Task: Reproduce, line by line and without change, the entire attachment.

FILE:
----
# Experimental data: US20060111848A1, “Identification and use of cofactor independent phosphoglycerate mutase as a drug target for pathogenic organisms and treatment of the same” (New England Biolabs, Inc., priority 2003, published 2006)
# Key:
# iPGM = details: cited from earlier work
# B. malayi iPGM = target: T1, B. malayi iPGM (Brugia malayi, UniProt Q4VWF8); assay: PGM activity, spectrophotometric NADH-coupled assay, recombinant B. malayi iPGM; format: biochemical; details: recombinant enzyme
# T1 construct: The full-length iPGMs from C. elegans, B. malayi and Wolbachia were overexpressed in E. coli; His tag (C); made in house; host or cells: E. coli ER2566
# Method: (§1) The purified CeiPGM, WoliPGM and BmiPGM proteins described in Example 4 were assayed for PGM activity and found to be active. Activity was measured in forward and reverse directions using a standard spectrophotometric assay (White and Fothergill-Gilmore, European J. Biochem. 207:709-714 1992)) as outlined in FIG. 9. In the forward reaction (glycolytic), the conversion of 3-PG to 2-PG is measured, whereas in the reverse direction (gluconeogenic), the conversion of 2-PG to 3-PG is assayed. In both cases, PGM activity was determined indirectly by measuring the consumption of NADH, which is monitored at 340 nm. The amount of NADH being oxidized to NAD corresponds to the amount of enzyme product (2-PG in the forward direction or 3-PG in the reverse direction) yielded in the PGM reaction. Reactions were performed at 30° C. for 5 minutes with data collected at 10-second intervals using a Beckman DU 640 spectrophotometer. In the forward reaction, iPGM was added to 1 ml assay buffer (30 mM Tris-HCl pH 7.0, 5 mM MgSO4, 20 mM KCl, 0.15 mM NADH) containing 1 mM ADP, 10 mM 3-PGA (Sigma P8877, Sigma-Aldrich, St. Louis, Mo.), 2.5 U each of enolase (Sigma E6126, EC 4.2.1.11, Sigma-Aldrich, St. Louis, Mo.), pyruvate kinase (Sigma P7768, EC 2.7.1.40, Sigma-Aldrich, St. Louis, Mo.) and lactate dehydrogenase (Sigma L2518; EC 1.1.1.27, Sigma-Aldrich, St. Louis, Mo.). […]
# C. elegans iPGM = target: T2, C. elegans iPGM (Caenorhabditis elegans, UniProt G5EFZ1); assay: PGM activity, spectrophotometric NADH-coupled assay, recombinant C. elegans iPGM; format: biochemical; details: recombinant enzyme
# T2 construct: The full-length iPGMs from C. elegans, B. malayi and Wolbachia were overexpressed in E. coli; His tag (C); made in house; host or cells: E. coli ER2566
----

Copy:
# Experimental data: US20060111848A1, “Identification and use of cofactor independent phosphoglycerate mutase as a drug target for pathogenic organisms and treatment of the same” (New England Biolabs, Inc., priority 2003, published 2006)
# Key:
# iPGM = details: cited from earlier work
# B. malayi iPGM = target: T1, B. malayi iPGM (Brugia malayi, UniProt Q4VWF8); assay: PGM activity, spectrophotometric NADH-coupled assay, recombinant B. malayi iPGM; format: biochemical; details: recombinant enzyme
# T1 construct: The full-length iPGMs from C. elegans, B. malayi and Wolbachia were overexpressed in E. coli; His tag (C); made in house; host or cells: E. coli ER2566
# Method: (§1) The purified CeiPGM, WoliPGM and BmiPGM proteins described in Example 4 were assayed for PGM activity and found to be active. Activity was measured in forward and reverse directions using a standard spectrophotometric assay (White and Fothergill-Gilmore, European J. Biochem. 207:709-714 1992)) as outlined in FIG. 9. In the forward reaction (glycolytic), the conversion of 3-PG to 2-PG is measured, whereas in the reverse direction (gluconeogenic), the conversion of 2-PG to 3-PG is assayed. In both cases, PGM activity was determined indirectly by measuring the consumption of NADH, which is monitored at 340 nm. The amount of NADH being oxidized to NAD corresponds to the amount of enzyme product (2-PG in the forward direction or 3-PG in the reverse direction) yielded in the PGM reaction. Reactions were performed at 30° C. for 5 minutes with data collected at 10-second intervals using a Beckman DU 640 spectrophotometer. In the forward reaction, iPGM was added to 1 ml assay buffer (30 mM Tris-HCl pH 7.0, 5 mM MgSO4, 20 mM KCl, 0.15 mM NADH) containing 1 mM ADP, 10 mM 3-PGA (Sigma P8877, Sigma-Aldrich, St. Louis, Mo.), 2.5 U each of enolase (Sigma E6126, EC 4.2.1.11, Sigma-Aldrich, St. Louis, Mo.), pyruvate kinase (Sigma P7768, EC 2.7.1.40, Sigma-Aldrich, St. Louis, Mo.) and lactate dehydrogenase (Sigma L2518; EC 1.1.1.27, Sigma-Aldrich, St. Louis, Mo.). […]
# C. elegans iPGM = target: T2, C. elegans iPGM (Caenorhabditis elegans, UniProt G5EFZ1); assay: PGM activity, spectrophotometric NADH-coupled assay, recombinant C. elegans iPGM; format: biochemical; details: recombinant enzyme
# T2 construct: The full-length iPGMs from C. elegans, B. malayi and Wolbachia were overexpressed in E. coli; His tag (C); made in house; host or cells: E. coli ER2566